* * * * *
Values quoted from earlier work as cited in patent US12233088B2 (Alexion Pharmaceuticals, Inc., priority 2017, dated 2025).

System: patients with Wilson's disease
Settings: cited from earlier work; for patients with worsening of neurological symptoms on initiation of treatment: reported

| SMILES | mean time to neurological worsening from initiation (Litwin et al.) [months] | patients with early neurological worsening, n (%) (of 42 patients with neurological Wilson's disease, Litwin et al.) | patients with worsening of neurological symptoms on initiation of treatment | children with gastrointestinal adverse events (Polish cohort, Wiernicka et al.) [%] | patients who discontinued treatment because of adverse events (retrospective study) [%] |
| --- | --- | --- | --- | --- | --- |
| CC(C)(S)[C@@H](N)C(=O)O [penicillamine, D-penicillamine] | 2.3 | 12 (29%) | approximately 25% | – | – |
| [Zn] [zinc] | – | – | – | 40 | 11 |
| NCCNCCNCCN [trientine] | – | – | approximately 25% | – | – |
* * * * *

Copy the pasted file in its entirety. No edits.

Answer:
Values quoted from earlier work as cited in patent US12233088B2 (Alexion Pharmaceuticals, Inc., priority 2017, dated 2025).

System: patients with Wilson's disease
Settings: cited from earlier work; for patients with worsening of neurological symptoms on initiation of treatment: reported

| SMILES | mean time to neurological worsening from initiation (Litwin et al.) [months] | patients with early neurological worsening, n (%) (of 42 patients with neurological Wilson's disease, Litwin et al.) | patients with worsening of neurological symptoms on initiation of treatment | children with gastrointestinal adverse events (Polish cohort, Wiernicka et al.) [%] | patients who discontinued treatment because of adverse events (retrospective study) [%] |
| --- | --- | --- | --- | --- | --- |
| CC(C)(S)[C@@H](N)C(=O)O [penicillamine, D-penicillamine] | 2.3 | 12 (29%) | approximately 25% | – | – |
| [Zn] [zinc] | – | – | – | 40 | 11 |
| NCCNCCNCCN [trientine] | – | – | approximately 25% | – | – |